Cryptocurrency is risky business, according to regulators, but this isn’t stopping one in four Aussies investing in the digital money.
That’s around five million Aussies with a financial interest in cryptocurrency, according to research from comparison website Finder.
It found 13 per cent of Australians now trade Bitcoin, while 6 per cent hold Ethereum assets, which is the second largest cryptocurrency.
Bitcoin has been swinging to record breaking highs, cracking the $50,000 mark last month, as hungry investors snap it up.
But the UK financial watchdog recently warned that consumers should be prepared to lose all their money if investing in cryptocurrency.
There is also speculation that President Joe Biden’s administration could crack down amid fears its being used by criminals.
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When it comes to Aussie investors, increasing value, inflation hedging — a strategy to protect against the decreased purchasing power of money — and FOMO, are some of the reasons its become a popular place to put their hard earned cash.
Andrew Munro, Finder’s cryptocurrency editor, said the digital currency was becoming much more mainstream.
“Cryptocurrency achieved a remarkable rise in 2020,” he said. “With more Australians looking for inflation hedges, yield-bearing assets and alternative investment opportunities, cryptocurrency may be an increasingly natural choice for many.”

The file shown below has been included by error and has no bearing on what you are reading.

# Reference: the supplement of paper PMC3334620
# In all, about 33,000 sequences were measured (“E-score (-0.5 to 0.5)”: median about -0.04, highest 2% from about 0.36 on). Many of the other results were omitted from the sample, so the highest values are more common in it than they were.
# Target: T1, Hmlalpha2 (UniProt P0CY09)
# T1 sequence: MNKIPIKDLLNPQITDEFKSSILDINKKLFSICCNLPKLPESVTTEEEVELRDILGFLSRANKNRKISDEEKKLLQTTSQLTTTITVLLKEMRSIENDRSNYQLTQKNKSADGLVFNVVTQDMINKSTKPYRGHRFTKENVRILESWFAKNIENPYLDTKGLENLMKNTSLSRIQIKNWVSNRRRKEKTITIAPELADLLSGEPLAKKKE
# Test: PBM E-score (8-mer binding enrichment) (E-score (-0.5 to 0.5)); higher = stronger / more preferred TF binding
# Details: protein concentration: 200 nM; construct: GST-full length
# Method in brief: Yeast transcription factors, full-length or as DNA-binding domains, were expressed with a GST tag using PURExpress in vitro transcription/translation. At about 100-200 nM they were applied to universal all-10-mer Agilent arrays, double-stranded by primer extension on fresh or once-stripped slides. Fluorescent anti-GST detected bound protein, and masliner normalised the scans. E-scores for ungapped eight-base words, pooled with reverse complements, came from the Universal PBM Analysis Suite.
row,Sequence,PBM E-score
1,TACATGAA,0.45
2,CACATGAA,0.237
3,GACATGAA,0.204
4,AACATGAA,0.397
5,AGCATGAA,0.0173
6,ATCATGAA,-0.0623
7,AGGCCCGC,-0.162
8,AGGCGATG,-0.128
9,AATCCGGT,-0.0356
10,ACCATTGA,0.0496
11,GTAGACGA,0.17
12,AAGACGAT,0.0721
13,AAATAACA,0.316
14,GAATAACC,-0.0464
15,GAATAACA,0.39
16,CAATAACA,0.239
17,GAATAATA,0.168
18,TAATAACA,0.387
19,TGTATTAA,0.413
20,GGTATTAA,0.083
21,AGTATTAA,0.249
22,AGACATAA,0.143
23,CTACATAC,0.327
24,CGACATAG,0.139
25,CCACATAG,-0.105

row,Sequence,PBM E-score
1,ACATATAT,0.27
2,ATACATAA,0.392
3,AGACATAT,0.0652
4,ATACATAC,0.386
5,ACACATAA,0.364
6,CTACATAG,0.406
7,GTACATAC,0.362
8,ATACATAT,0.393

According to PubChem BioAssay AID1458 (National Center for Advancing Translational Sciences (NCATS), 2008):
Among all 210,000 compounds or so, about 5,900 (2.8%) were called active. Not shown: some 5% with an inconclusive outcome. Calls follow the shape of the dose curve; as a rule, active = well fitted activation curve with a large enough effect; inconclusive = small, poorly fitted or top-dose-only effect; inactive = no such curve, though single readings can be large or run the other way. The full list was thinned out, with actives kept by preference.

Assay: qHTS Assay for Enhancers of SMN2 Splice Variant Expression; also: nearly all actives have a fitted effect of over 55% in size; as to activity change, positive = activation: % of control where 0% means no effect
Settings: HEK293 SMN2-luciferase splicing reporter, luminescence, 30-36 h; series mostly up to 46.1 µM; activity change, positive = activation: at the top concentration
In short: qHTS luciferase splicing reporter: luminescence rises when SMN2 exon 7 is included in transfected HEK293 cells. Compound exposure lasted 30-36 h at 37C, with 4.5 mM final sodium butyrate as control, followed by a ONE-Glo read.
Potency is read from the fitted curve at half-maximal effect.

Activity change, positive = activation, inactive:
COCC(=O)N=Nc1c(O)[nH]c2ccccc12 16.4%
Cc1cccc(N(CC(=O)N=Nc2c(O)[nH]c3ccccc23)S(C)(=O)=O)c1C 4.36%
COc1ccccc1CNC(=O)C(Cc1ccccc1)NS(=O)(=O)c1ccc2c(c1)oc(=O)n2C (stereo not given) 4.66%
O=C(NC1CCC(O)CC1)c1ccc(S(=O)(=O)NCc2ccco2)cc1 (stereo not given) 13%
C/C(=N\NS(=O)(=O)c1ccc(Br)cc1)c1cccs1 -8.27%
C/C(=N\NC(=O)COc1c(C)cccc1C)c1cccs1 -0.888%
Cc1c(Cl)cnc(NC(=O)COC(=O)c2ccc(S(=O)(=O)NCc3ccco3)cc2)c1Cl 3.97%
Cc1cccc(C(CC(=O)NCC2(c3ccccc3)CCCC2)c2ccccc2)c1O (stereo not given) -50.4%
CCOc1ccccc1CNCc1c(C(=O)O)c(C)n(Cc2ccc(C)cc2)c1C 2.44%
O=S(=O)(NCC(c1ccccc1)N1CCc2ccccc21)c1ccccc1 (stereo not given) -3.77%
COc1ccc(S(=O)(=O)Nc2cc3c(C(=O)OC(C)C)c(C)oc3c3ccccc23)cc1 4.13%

Almost one in five Aussie investors are wanting to diversify their portfolio by snapping up the digital currency, the research also found.
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Mr Munro said that cryptocurrencies other than Bitcoin are also becoming more mainstream.
“Several years ago Bitcoin was the only cryptocurrency the average Australian knew about,” he said.
“Now others like Ethereum are gaining popularity thanks to trends like DeFi (decentralised finance) and the hunt for yield in a low interest rate environment.”
The research showed that men are more than twice as likely as women to own cryptocurrency.
Crypocurriences popular among Aussie enthusiasts including Ripple, Litecoin and Bitcoin cash.
The first real-world Bitcoin transaction was a pizza purchase on 22 May 2010, from Papa John’s, for 10,000. The pizzas were valued at $US25 ($A33) at the time, but today those pizzas would be worth nearly $US140 million ($A184 million).